When we bring glad tidings to the poor, we come face to face with evil. (It may even be our own faces - in which case we need to reform our professional or managerial practices.) It's true that God does sometimes intervene. But that's very infrequent. What mostly happens is God's own great Kingdom is spread and made a reality by weak imperfect men like us. (Even prayer doesn't change things. Prayer changes people who change things.) We cannot just feel good about 'bringing glad tidings to the poor' without ourselves being changed.

Paying the price

Now going back to our concept of God - a community of Persons. Calvary was a Trinitarian event. The dramatic events at Golgotha cannot be understood except with an explicit belief in the Trinity. The death and resurrection of Jesus was an event that took place within God. The entire Trinity was deeply involved in the death of Jesus on the cross. The cross stands at the heart of the Trinitarian being of God. It divides and conjoins the persons in their relationship and portrays them in a specific way.

The Father grieves over the death of the Son. (it is also the grief of the Father that saves us!) This is a different kind of execution, of murder, because God was involved in the death. Jesus experiences the agony of being forsaken on the cross by the Father, while the Father experiences at the same time the anguish of being separated from His Son, losing His identity as father. The Son suffers the dying; the Father suffers death of the son. The grief of the Father here is just as important as the death of the Son for the salvation of the universe.

Grief is salvific. Love pays the price. If God did not suffer, then John 3:16 is all useless. Suffering is the only language that love can understand. Love has to pay the price.

It is not unlike sending your maids (or helpers, staff, emissaries) to distribute your unwanted almost-expired canned goods to the poor and taking photo-ops with the poor at the end of the distribution line to make it to tomorrow's papers announcing your generosity. That is not real love of the poor. Like an outreach, it is serving only when you have the time or when the fridge is full. God didn't love like that - He paid the price.

In Their surrender of Their mutual identity as father and son for the sake of sinful human beings, Jesus and the Father experiences a new unity with one another in the Spirit who reestablishes the community between them in the very moment that They are prepared to renounce it for the sake of the salvation of the universe. The Holy Spirit bound them together and in this way releases the Holy Spirit to the whole world to reconcile all in Christ and to set the conditions for a deeper and richer form of life, the more abundant life.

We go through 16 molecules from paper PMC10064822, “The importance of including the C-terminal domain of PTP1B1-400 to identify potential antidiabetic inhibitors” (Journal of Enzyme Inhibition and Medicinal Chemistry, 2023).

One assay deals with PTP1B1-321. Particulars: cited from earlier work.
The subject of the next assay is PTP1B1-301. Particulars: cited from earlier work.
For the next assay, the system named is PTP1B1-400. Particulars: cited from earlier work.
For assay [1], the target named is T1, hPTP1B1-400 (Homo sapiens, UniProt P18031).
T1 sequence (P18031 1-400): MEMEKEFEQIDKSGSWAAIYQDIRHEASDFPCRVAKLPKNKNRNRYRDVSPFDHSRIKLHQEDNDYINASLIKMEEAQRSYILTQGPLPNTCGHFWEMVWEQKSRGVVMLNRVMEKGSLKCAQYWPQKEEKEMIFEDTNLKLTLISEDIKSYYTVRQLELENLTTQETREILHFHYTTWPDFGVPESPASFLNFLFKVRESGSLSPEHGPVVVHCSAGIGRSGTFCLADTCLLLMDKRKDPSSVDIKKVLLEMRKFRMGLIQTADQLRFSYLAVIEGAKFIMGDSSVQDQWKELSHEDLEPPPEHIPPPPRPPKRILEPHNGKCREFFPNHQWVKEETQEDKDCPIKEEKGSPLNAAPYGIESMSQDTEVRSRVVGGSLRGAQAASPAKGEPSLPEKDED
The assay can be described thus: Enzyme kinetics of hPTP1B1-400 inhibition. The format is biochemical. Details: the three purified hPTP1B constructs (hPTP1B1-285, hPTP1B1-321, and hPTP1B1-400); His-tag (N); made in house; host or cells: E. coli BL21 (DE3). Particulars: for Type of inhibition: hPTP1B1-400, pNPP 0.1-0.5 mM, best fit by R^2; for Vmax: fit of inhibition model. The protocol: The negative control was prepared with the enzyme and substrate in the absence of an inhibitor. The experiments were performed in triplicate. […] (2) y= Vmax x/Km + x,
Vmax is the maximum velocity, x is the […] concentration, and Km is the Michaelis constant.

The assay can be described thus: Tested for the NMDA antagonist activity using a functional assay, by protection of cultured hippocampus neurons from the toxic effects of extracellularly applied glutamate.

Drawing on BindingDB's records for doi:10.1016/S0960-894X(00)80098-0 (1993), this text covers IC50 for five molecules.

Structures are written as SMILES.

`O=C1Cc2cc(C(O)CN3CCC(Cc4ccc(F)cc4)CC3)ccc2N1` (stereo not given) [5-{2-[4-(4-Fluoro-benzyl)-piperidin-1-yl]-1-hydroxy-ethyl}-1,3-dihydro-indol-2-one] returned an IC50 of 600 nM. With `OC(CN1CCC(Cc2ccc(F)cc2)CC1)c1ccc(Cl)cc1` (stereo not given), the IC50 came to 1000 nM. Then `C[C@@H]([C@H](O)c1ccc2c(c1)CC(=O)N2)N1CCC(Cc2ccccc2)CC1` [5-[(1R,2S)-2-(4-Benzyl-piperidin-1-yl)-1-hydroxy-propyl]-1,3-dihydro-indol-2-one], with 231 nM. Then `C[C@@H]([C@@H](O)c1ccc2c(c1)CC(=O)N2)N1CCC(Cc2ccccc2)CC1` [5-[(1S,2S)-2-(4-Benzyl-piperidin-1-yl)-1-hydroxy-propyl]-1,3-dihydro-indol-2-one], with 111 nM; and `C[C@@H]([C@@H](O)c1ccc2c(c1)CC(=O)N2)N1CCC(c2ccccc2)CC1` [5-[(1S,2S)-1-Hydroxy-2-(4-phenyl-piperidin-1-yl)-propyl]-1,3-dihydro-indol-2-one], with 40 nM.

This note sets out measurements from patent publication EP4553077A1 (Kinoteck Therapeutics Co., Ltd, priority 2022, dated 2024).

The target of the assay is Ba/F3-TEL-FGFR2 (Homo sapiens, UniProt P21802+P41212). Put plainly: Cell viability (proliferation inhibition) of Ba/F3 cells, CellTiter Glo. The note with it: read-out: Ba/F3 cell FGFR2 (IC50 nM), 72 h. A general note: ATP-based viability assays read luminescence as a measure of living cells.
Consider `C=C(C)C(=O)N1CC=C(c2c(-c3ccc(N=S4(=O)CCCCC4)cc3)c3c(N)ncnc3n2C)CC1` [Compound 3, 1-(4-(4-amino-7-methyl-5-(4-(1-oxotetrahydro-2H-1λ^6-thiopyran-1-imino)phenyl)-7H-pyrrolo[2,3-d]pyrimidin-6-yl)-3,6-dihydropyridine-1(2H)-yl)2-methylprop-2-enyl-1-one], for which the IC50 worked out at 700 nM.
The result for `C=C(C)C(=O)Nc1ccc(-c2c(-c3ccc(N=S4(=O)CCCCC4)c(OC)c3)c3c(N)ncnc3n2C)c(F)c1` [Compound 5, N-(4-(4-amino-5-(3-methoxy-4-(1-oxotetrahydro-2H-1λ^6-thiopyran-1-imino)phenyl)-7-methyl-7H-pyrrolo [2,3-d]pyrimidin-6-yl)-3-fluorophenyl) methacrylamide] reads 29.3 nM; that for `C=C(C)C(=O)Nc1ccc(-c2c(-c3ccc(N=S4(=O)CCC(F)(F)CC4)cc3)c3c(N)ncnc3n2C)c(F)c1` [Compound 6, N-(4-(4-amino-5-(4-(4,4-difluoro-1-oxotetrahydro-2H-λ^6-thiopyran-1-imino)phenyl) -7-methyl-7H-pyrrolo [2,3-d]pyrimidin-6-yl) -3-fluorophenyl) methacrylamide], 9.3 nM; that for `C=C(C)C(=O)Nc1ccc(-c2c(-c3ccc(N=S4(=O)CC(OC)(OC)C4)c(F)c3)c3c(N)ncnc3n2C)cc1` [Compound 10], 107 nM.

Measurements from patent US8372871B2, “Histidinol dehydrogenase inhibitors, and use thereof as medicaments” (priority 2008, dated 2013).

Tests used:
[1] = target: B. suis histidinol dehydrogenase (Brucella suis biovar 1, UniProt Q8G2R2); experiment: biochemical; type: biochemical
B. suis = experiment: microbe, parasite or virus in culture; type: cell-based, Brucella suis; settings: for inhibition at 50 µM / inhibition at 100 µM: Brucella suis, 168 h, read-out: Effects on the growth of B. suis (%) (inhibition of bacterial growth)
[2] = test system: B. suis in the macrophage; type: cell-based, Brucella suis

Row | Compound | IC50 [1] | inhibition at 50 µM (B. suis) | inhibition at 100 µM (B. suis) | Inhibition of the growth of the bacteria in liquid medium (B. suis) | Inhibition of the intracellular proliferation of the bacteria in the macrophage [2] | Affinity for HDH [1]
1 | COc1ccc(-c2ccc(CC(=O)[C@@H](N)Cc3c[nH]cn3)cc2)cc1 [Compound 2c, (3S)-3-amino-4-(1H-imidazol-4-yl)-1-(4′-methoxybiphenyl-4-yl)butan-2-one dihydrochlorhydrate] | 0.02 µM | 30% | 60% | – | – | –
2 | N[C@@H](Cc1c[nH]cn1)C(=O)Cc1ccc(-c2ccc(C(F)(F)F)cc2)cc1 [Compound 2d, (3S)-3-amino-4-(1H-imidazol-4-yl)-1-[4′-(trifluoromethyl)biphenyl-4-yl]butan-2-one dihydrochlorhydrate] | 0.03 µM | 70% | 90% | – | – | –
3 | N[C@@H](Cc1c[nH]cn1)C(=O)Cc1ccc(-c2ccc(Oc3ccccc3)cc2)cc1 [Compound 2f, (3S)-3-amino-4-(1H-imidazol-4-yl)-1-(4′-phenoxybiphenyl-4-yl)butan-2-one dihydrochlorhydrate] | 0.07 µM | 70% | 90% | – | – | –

Thus, going back to the assumptive word, the symbolic universe, if we have the wrong assumptions, then we cannot understand “Bring glad tidings to the poor,” service to others, nor total human liberation.

For us to understand all these, my argument is simple: return to the Trinity.

Repent and believe in the gospel. Mark1:14

Repent in Greek is metanoia. “Meta” meaning 'beyond'; “noia” meaning “thinking.” It can thus mean in one sense “beyond our thinking.” We must go beyond our thinking and think like Jesus. St. Paul says the way Jesus thinks is how we should think. It is even possible we use the same words but have different meanings. For example, for some, evangelization means outreach programs; for others, it means crusades.

But our bishops have spoken: “Actions on behalf of justice is an essential part of evangelization.” That means we have to face the evil upriver who is throwing the children to their deaths. There is such an evil as structural evil - systems in society, economics and politics that make it easy for us to commit evil, even when we want to do good.

It's in its nature

In summary, God is a dynamic relation of self-giving love.

So what would our assumption be of man? We can only reach the true nature of our being when we give.

Since the Trinity is self-giving, then we too should be self-giving. So in our service, when we “Bring glad tidings to the poor” it would not be because we pity the poor, nor because we are just following what the Christian community discerned, nor because we are afraid that the poor would start a revolution.

We go to the poor so that our humanity will be fulfilled. We are doing it for ourselves. We will not be saved if we do not “Bring glad tidings to the poor.”